Judge is asked to untangle fight over Jeffrey Epstein’s fortune

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Virgin Islands Attorney General Denise N. Rogers declared in court filings Tuesday that she is at an impasse with the estate of disgraced financier Jeffrey Epstein and asked that a Superior Court judge intervene and end the protection of the late sex offender’s associates.

“We do not believe any further progress can be made without the court’s intervention,” Rogers wrote in a status update filed Tuesday that detailed what the attorney general felt is deliberate foot-dragging by the Epstein estate on creation of a victims compensation fund and making witnesses available to local investigators.

Rogers earlier this year brought a civil enforcement action against the Epstein estate, later adding and labeling as co-conspirators two longtime Epstein attorneys — Richard Kahn and Darren K. Indyke — who in his will updated shortly before his jail cell death by apparent suicide last Aug. 10 were named executors of the estate. The attorney general also filed liens against Epstein estate assets, making it difficult for the estate to pay employees and bills and to sell assets that could ostensibly be used to compensate Epstein’s victims.

For the past month, the Epstein estate and the attorney general have been negotiating a deal to have the liens lifted in exchange for trade-offs. These included: the appointment of Marci Hamilton, a noted advocate for victims of child sex-abuse, to the administration of the compensation fund; the setting aside of $50 million for victims who might opt out of the voluntary compensation fund to pursue separate litigation; and a pledge that no victim would have to release claims against a third party in exchange for receiving compensation.

In documents filed in support of her motion, George included emails from lawyers for the estate that insist victims forfeit their right to sue others connected to the estate — including property managers, pilots, household servants, drivers and recruiters of underage girls — as a condition of receiving a piece of Epstein’s fortune.

The parties also differ on whether compensated victims must relinquish the right to sue outside third parties — friends and associates of the multimillionaire. The estate appeared to be moving away from a demand that victims sign a confidentiality agreement as a prerequisite to receiving any funds.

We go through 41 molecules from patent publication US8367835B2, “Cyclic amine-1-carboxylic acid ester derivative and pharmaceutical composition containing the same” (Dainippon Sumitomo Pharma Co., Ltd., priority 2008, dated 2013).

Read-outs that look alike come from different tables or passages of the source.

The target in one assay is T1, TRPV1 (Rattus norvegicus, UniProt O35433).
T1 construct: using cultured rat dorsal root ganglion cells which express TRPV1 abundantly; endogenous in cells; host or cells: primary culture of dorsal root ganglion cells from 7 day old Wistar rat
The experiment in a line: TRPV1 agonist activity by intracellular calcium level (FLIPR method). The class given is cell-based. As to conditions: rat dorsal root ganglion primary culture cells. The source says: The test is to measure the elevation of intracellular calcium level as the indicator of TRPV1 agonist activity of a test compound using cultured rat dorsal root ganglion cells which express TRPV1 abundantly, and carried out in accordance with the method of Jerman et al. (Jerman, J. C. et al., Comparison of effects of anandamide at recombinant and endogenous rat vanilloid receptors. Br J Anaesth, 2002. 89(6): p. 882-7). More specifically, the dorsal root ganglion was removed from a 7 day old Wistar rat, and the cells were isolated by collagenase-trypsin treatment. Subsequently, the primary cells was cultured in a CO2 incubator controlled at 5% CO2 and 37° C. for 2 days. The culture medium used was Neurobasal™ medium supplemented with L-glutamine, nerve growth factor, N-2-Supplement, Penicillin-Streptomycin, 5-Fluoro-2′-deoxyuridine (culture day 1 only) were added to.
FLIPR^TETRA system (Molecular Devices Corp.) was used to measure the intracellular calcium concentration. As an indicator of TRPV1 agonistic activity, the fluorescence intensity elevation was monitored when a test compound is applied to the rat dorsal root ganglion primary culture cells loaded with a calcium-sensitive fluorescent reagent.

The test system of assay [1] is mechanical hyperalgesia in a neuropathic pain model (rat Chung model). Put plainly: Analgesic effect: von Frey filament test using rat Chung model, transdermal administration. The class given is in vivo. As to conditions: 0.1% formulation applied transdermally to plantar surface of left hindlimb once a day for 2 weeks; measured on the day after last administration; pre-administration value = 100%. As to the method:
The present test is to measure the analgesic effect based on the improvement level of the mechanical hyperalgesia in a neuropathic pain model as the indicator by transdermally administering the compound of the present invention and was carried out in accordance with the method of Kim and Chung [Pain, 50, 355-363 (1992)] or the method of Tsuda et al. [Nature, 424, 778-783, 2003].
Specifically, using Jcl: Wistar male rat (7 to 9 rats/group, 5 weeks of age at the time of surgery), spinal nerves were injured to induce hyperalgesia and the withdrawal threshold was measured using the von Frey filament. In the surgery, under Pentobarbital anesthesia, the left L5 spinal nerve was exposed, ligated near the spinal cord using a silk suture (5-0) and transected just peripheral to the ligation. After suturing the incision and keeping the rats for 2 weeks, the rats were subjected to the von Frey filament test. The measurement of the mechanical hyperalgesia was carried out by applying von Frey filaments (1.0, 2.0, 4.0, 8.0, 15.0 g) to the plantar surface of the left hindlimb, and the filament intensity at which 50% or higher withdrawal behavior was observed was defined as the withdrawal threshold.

Among third parties alleged to have participated in sexual misconduct is Great Britain’s Prince Andrew, whose ties with Epstein date to the 1990s. He has denied any inappropriate behavior but was relieved of royal duties last November after a disastrous television interview in which he showed no empathy for the victims and offered no explanation for why he was photographed with a woman who said she was forced by Epstein to have sex with the prince three times.

Intervention by the Superior Court is needed, George argued, because the estate has not negotiated in good faith.

“The estate complains of mounting litigation costs but has prolonged discussions with the government over more than four weeks,” she wrote.

It’s unclear how quickly the court will move on the request for intervention.

In recent weeks, the settlement of the Epstein estate has been hit by two surprise events. First, longtime Epstein associate and former girlfriend Ghislaine Maxwell, who hasn’t been seen publicly since last summer, filed a claim against the estate asking that it continue paying her legal bills as Epstein had done before his death and that it cover the costs of her maintaining a lifestyle-in-hiding because of threats against her life. Around the same time, an anonymous employee filed a claim saying she too had been a victim and seeking compensation.

And in a troubling new development, one of the most visible Epstein accusers, Virginia Giuffre, who was Virginia Roberts at the time of the abuse, tweeted a photo of herself Monday at an Australian hospital, where she had checked in with symptoms of coronavirus.

“I’m so scared right now, having trouble breathing, fever & cough. Getting tested for COVID-19 praying it’s not positive,” she tweeted.

As of Tuesday evening in the United States, she provided no update on her status.


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